But there's another critical issue that stops me from playing, and that is not being good. In my current train of thought, I feel like people only withstand the experience of playing this game over long periods for two reasons: they're either so good at it that the flaws in the game don't bother them that much because they're winning anyways, or so bad at it that they are unable to realize how flawed the game is in the first place. Everyone that pays enough attention to see how shitty this game is while simultaneously not being good enough to enjoy it in spite of these flaws is basically stuck, and for me, not even having a deck to play exacerbates that problem.
That's obviously a very watered-down, nuance-free way of looking at things. There are other things that can compel people to play; having a group of friends that enjoy the game is one I can think of. I don't have that anymore ever since I moved two years ago, but while it may not apply to me, I think it does apply to the vast majority of players out there. But it's definitely an extra level of challenge to do research into matchups and learn the right play patterns when you're on your own and not very good at playing. It's pretty much at the point of being impossible, unless you want to spend your entire life on Dueling Network. Even the best players almost all have a team, a testing circle, or a group of friends that figure things out collaboratively.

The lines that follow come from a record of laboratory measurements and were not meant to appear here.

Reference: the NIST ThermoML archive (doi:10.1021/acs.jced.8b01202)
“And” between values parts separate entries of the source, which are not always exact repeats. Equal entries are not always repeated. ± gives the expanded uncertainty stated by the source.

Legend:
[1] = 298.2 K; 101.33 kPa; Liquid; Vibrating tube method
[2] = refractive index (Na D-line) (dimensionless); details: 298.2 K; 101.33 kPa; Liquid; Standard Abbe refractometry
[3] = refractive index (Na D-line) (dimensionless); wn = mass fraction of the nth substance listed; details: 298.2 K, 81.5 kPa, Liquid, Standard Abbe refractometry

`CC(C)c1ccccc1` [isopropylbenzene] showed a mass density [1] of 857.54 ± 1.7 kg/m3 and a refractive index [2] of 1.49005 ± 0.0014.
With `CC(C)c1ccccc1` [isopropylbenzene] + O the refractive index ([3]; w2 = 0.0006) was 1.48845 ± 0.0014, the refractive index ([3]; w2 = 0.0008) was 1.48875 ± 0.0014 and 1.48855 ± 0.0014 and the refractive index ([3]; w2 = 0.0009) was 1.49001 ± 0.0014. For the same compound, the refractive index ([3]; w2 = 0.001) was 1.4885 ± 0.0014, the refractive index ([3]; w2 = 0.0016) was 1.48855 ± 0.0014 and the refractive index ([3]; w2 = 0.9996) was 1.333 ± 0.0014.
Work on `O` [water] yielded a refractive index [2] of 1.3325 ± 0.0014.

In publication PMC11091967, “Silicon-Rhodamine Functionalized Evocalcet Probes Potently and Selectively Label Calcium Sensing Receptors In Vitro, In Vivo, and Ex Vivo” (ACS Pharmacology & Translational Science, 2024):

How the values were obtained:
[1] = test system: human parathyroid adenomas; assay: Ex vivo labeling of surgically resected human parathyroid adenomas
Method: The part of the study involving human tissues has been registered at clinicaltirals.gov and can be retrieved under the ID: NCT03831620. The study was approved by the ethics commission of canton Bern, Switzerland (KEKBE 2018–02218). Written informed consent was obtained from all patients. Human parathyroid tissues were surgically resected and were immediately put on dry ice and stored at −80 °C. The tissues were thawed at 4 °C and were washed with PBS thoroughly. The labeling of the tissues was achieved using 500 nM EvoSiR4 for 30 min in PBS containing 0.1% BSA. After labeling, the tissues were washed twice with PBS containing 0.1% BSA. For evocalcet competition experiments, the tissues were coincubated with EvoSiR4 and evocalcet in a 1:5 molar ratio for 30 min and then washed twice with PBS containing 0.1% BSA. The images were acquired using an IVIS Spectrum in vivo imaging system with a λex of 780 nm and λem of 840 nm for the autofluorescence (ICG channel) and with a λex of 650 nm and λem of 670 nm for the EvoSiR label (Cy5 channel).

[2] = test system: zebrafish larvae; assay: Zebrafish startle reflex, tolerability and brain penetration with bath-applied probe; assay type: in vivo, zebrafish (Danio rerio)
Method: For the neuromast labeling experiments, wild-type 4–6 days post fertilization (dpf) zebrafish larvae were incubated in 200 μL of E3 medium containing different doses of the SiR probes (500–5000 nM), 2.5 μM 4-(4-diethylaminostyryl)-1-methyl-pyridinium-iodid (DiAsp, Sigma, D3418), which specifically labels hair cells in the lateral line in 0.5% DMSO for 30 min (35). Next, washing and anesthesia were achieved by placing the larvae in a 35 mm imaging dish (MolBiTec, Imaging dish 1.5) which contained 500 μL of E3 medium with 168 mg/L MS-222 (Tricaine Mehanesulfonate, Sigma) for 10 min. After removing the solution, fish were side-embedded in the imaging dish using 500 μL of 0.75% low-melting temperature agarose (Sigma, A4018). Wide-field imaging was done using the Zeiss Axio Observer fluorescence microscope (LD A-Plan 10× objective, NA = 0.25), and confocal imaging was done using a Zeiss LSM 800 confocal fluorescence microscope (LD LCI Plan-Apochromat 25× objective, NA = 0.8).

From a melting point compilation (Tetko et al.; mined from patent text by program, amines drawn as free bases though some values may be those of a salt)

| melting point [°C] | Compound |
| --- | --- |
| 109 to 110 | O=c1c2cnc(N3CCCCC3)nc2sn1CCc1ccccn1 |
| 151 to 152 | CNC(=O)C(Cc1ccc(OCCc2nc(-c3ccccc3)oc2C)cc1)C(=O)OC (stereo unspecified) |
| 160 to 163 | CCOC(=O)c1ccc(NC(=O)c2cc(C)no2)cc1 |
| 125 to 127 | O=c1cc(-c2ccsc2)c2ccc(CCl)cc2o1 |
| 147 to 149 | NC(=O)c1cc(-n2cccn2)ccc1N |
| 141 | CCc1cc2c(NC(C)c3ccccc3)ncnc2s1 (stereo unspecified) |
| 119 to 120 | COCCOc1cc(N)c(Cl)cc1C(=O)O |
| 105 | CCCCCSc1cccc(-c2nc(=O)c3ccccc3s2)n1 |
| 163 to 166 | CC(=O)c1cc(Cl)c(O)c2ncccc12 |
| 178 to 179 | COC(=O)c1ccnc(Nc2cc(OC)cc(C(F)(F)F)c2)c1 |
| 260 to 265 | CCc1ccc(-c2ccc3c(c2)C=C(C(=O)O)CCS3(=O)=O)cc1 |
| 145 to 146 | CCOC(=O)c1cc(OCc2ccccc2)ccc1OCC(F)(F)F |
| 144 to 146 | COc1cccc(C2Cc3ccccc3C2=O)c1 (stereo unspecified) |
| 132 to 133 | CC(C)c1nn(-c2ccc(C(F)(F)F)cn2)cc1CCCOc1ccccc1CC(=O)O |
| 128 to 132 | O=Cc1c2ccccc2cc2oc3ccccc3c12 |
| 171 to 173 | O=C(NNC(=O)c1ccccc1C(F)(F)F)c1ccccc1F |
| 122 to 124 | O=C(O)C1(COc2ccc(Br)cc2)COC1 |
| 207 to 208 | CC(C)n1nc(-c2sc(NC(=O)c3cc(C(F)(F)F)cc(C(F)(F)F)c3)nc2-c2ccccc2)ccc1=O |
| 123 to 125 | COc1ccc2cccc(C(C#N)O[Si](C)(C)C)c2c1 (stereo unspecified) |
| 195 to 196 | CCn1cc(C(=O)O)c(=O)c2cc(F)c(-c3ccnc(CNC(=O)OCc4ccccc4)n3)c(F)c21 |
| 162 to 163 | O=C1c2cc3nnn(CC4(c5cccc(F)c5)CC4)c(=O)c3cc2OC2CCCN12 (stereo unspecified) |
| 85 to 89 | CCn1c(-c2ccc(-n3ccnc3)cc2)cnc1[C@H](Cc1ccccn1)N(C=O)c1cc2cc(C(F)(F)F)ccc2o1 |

This is part of the reason why I think people should come together and create repositories of information on how decks interact with each other, because when you think about it, it's actually extremely impractical for every individual person or testing circle to figure out everything on their own. But my position on that will always meet some resistance from people who think that "spoonfeeding" is an issue that's actually worth any kind of thought, consideration or energy whatsoever. That's a topic best left for another day.
Anyways, the point of this post was to show you guys more of why I haven't been playing lately and hopefully expose you to some new ways of thinking at the same time. I still do hope to return to playing in the future, even if only occasionally. Thanks for reading!